Experts see strong 2017 for Austin-area housing market


Job growth, consumer confidence, pent-up demand expected to buoy market

Low housing supply will push prices higher

This year is expected to be another strong one for the Central Texas housing market.

That was the forecast local expert Eldon Rude delivered to about 700 industry professionals at an annual housing outlook event at the JW Marriott in downtown Austin sponsored by Home Builders Association of Greater Austin and the Austin Board of Realtors.

“What an amazing run we’ve had the last four or five or six years,” Rude said. “We’ve had a strong start to the year and I don’t think that will change. The bottom line is we’re going to have a good year, both in the new-home and resale markets.”

Rude is principal of 360 Real Estate Analytics, an Austin-based consulting firm. For almost 17 years prior, he was director of the Central Texas region for Metrostudy, which tracks the housing market nationally and locally.

Rude said all but one of the builders he has surveyed had higher sales last year than the previous year, and the one who didn’t had run out of lots.

Although the region’s job growth has slowed to an annual rate of about 2 percent (19,500 jobs) in late 2016 from a rate of over 4 percent (about 40,000 jobs) for several years prior, “I don’t think that will dent demand for housing,” Rude said. He said pent-up demand coupled with strong consumer confidence should keep the market healthy.

“We’re at confidence levels we haven’t seen since 2003, 2004, 2005,” Rude said. “Job growth is the engine that drives housing demand and consumer confidence is the gasoline.”

Any impact on the market from rising mortgage interest rates will be tied to both how much they go up, and how quickly, said Rude.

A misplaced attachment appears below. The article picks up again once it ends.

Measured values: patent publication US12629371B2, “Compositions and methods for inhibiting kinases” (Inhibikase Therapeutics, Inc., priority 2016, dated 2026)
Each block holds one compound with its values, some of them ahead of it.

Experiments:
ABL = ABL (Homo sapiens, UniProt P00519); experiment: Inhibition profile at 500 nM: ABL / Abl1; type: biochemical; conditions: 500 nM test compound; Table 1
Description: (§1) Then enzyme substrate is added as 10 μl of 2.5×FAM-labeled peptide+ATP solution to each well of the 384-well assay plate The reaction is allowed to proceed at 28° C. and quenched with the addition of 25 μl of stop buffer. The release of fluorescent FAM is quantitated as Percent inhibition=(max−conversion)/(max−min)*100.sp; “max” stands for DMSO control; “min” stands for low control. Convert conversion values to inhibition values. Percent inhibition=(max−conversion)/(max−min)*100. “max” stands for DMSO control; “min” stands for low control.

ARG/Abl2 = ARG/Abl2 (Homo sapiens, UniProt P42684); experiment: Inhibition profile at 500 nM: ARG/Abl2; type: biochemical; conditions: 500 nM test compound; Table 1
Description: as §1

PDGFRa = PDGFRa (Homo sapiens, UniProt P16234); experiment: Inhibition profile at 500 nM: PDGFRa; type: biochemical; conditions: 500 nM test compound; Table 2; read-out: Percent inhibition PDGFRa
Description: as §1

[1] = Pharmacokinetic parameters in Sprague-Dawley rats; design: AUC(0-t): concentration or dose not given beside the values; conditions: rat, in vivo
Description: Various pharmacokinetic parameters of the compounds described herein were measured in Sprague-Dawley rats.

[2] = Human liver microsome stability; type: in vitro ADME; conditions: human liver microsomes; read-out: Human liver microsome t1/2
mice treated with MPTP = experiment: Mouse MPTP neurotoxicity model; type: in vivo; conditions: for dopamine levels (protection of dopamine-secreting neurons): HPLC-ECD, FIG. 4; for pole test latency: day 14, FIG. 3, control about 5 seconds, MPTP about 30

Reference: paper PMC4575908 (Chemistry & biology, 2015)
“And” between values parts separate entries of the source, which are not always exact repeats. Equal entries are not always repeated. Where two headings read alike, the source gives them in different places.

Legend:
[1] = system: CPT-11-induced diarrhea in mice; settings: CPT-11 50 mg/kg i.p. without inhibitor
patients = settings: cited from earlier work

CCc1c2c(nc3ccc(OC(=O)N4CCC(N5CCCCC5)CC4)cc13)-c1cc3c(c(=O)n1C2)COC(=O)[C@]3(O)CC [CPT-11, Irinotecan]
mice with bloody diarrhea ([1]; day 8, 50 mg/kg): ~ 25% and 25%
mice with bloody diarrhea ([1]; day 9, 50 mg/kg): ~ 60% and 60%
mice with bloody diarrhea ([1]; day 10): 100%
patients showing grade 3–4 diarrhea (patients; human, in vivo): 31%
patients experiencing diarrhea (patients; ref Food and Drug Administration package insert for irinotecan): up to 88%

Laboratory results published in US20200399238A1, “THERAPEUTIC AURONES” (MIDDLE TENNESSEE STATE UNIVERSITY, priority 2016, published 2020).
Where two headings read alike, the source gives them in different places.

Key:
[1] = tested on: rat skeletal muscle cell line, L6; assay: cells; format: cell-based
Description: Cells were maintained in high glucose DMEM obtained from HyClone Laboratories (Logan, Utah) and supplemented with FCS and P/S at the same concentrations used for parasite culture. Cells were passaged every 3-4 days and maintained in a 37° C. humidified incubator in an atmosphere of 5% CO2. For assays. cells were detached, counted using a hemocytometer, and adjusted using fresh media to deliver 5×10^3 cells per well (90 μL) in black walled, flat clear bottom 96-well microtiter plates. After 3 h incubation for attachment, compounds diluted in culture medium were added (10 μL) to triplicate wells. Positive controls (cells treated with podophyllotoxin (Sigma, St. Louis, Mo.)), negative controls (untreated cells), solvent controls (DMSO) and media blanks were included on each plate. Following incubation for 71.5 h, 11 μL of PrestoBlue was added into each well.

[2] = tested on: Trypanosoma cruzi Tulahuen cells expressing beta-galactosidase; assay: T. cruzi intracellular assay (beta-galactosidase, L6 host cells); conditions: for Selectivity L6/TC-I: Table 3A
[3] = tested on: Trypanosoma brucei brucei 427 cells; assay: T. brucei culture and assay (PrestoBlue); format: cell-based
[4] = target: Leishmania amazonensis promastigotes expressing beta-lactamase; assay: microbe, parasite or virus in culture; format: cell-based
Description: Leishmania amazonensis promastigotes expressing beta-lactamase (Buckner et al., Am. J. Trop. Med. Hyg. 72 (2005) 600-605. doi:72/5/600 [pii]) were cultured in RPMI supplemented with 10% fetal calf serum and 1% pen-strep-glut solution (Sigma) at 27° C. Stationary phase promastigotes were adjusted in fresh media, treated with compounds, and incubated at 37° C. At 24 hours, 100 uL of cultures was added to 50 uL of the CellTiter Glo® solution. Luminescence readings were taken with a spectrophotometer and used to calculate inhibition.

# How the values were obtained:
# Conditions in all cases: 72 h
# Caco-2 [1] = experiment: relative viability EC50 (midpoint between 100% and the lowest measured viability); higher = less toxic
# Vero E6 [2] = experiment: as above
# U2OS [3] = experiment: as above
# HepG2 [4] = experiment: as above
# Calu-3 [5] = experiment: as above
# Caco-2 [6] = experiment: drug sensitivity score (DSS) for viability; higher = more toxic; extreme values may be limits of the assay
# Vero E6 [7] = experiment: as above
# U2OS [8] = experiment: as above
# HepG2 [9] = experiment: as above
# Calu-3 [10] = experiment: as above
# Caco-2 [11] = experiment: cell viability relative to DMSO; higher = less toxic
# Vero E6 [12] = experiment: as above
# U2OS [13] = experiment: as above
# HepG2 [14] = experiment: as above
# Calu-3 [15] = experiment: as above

“Although interest rates are always an important factor for homebuyers, history has shown that if the job market is good, wages are increasing and home prices are going up, people will continue to purchase homes. It’s all about confidence.”

This week, the Austin Board of Realtors said the median home-sale price in the Austin-area hit a calendar-year record of $284,000, up 7.2 percent over 2016’s median.

Rude predicts builders this year will start construction on 14,000 to 14,500 homes — or 5 percent to 8 percent more than last year’s level. He thinks most of the growth will be in the lower price ranges, below $300,000, but projects another strong year for the higher-price points as well — over $750,000 — due to consumer confidence in the national economy.

With a continued low supply of available houses compared to demand, home prices are expected to keep rising this year, Rude said. He said the region has had a housing supply of less than four months for more than four years. Experts consider a supply of 6.5 months to indicate a balanced market, tipped in favor of neither buyers or sellers.

Another speaker, economist Greg Hallman, forecasted “continued healthy job growth and real estate in Austin and Texas, where we are on a serious roll.”

Hallman, senior lecturer of real estate finance at the University of Texas at Austinexas has seen a 25 percent rise in employment since 2006 compared to its nearest competitor, New York, where job growth has been just over 10 percent during that time.

Nationally, the U.S. economy “is in very good shape,” Hallman said, based on the usual metrics to gauge its performance, including GDP growth, employment, wage growth and consumer confidence.

“I expect continued growth in the near-term for the U.S. and Texas,” he said.

However, Hallman said “all bets are off” for his positive outlook if incoming President Donald Trump’s policy proposals are enacted.

“There’s plenty of uncertainty from the new administration’s plans regarding tax policy, international trade and government spending,” Hallman said. “If the new president starts a trade war with protectionist tariffs on foreign goods, other countries will almost surely retaliate and we’ll all get hurt in the end. Let’s hope that doesn’t happen.”

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